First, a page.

Preparations to elect pope begins in earnest at Vatican
Pope Benedict shocked the Catholic world by becoming the first pope in almost 600 years to resign last month.
Vatican City: Preparations for electing Roman Catholicism's new leader begin in earnest on Monday as the College of Cardinals opens daily talks to sketch an identikit for the next pope and ponder who among them might fit it. The idea is to have the new pope elected during next week and officially installed several days later so he can preside over the Holy Week ceremonies starting with Palm Sunday on March 24 and culminating in Easter the following Sunday.
The general congregations, closed-door meetings in the interregnum between a papacy and the conclave to choose the next one, will hold morning and afternoon sessions in an apparent effort to discuss as much as possible in a short time.
The list of challenges facing the crisis-hit Church could take weeks to debate, but the Vatican seems keen to have only a week of talks so the 115 cardinal electors - those under 80 - can enter the Sistine Chapel for the conclave next week.
High on the agenda will be Church governance after last year's Vatileaks scandal exposed corruption and rivalries in the Vatican's Curia bureaucracy. Cardinals expect to be briefed on a secret report to the pope on the problems it highlighted.
"We should know about some things we don't have enough information about because of our work or the distance (from Rome)," Honduran Cardinal Oscar Rodriguez Maradiaga told Italian television.
Cardinal Daniel DiNardo, archbishop of Galveston-Houston in Texas, noted more than half the cardinal electors had been named since the now retired Pope Benedict was chosen in 2005 and had to find out how this most secretive of elections is conducted.
"Part of this is learning," he told journalists. Cardinals over 80 can attend the general congregations and discuss issues with the electors, but not take part in the conclave itself.
The meetings are also a time for sizing up the undecleared candidates by watching them closely in the debates and checking discreetly with other cardinals about their qualifications. "I don't think any of us will go in saying 'this is who I will vote for'," Boston Cardinal Sean O'Malley said. "You're faced with a number of choices."
One urgent decision the cardinals must take is when to go into the conclave. Only all 115 electors can make the decision and not all are in Rome yet, so it may take a few days before the actual date is set.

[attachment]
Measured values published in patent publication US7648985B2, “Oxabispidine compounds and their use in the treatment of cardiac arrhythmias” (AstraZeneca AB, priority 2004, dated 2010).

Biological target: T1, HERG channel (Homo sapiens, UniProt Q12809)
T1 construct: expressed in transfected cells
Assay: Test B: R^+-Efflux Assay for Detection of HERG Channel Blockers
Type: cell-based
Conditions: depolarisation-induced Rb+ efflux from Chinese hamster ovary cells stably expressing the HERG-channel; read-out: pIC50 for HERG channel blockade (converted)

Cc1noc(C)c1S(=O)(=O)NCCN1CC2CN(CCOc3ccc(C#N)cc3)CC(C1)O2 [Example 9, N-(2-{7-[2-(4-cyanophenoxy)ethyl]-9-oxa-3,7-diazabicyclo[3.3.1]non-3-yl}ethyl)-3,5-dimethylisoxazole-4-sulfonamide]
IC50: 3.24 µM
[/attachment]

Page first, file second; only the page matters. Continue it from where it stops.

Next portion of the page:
Cardinals never reveal publicly who they prefer but drop hints in interviews by discussing the identikit for their ideal candidate. The most frequently mentioned quality here is an ability to communicate the Catholic faith convincingly.
Several strike a note of nostalgia for the charismatic late Pope John Paul after eight years of his shy successor Benedict, who shocked the Catholic world by becoming the first pope in almost 600 years to resign last month.
Most cardinals say the new pope could come from outside Europe, but it is not clear if the conclave, which has a slight majority of European cardinals, will break the long-standing tradition of choosing only men from the continent.
The sexual abuse crisis haunting the Church should also play a role, especially since one elector - Cardinal Keith O'Brien - quit as Edinburgh archbishop last week and pulled out of attending the conclave because of abuse accusations against him.
O'Brien initially denied the allegations but issued a statement on Sunday evening apologising because "my sexual conduct has fallen below the standards expected of me as a priest, archbishop and cardinal." Two cardinals mentioned as possible candidates added other issues to the discussion list in interviews with Reuters.
Cardinal Leonardo Sandri, an Argentine who heads the Curia department for Eastern Catholic Churches, said the Church must give women more leadership positions in the Vatican and beyond.
New York Cardinal Timothy Dolan said the growing phenomenon of people believing in God but rejecting organised churches, known among sociologists of religion as "believing without belonging," was a major challenge for the Church in future
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